ALERT: Smartphone apps stealing your cryptocurrency

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ALERT: Smartphone apps stealing your cryptocurrency

Researchers from ESET found two malicious crypto-stealing apps in the Google Play store that have been downloaded over 1,000 times.

The two fraudulent apps are “Trezor Mobile Wallet” and “Coin Wallet – Bitcoin, Ripple, Ethereum, Tether,” and security researchers note that both apps share an “overlap in code and interface.”

How they work

The fake Trezor app “appeared trustworthy at first glance,” according to Lukas Stefanko of ESET.

Uploaded to Google Play on May 1st, the app mimicked the actual Trezor app with its images and description, not to mention listing the developer as “Trezor Inc.”

Fake Trezor app on Google Play
Fake Trezor app on Google Play (Wayback Machine)

Fortunately, the fake Trezor app turned out to be a bust in the sense that it could not access a user’s actual Trezor wallet due to the security protocols put into place by the hardware wallet company.

However, the app was still able to collect email addresses, which could possibly be used in future phishing attempts.

Fake Coin Wallet app on Google Play
Fake Coin Wallet app on Google Play (Wayback Machine)

The “Coin Wallet” app, which was uploaded to Google Play on February 25th, purports to let users create a variety of cryptocurrency wallets, but in reality, it sends any deposited virtual currency into the wallets of the would-be thieves instead.

The two apps combined have been downloaded more than 1,000 times.

Reddit users reported the fake Trezor app a couple of weeks ago, but the two apps weren’t removed until the day after ESET notified Google Play of their existence.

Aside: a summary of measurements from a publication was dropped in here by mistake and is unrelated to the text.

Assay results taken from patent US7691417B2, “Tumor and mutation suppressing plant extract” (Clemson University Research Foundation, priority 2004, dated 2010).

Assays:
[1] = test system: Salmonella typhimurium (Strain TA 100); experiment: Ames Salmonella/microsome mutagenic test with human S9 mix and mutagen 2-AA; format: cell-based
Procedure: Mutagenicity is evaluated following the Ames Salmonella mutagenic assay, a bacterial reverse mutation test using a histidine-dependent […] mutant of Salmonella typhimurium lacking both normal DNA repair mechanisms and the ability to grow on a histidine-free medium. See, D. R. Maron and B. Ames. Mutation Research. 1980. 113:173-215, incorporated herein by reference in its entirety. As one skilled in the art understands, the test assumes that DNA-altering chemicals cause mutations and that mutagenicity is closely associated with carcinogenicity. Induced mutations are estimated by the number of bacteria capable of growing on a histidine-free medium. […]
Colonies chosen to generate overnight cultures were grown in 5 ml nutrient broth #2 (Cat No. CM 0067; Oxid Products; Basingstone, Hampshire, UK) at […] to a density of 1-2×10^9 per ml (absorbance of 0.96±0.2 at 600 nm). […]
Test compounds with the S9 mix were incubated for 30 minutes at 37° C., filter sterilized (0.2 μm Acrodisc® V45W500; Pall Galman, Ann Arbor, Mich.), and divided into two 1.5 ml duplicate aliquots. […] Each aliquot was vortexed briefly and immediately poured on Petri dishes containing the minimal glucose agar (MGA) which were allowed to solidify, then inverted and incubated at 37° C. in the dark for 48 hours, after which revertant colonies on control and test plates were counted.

Apps

More crypto malware apps

These two fake cryptocurrency apps are just the latest bit of malware to be booted from the likes of Google Play and the Microsoft Store.

Back in February, ESET researchers found a new “clipper” malware in the Google Play store called Android/Clipper.C.

The malicious “clipper” app was disguised as the popular MetaMask app for Android devices.

Android/Clipper.C would substitute the attacker’s wallet address when the user copied and pasted a wallet address to send cryptocurrency to.

Researchers at Symantec found eight cryptojacking apps in the Microsoft Store earlier this year.

The eight apps were FastTube, Downloader for YouTube Videos, Battery Optimizer (Tutorials), Clean Master+ (Tutorials), VPN Browser+, Fast-search Lite, Findoo Browser 2019, and FindooE Mobile and Desktop Search.

The cryptojacking apps would launch a Google Tag Manager when started, which would then connect to a JavaScript library to start illicitly mining Monero.

After ESET and Symantec notified the app stores about the presence of the malware, the malicious apps were removed.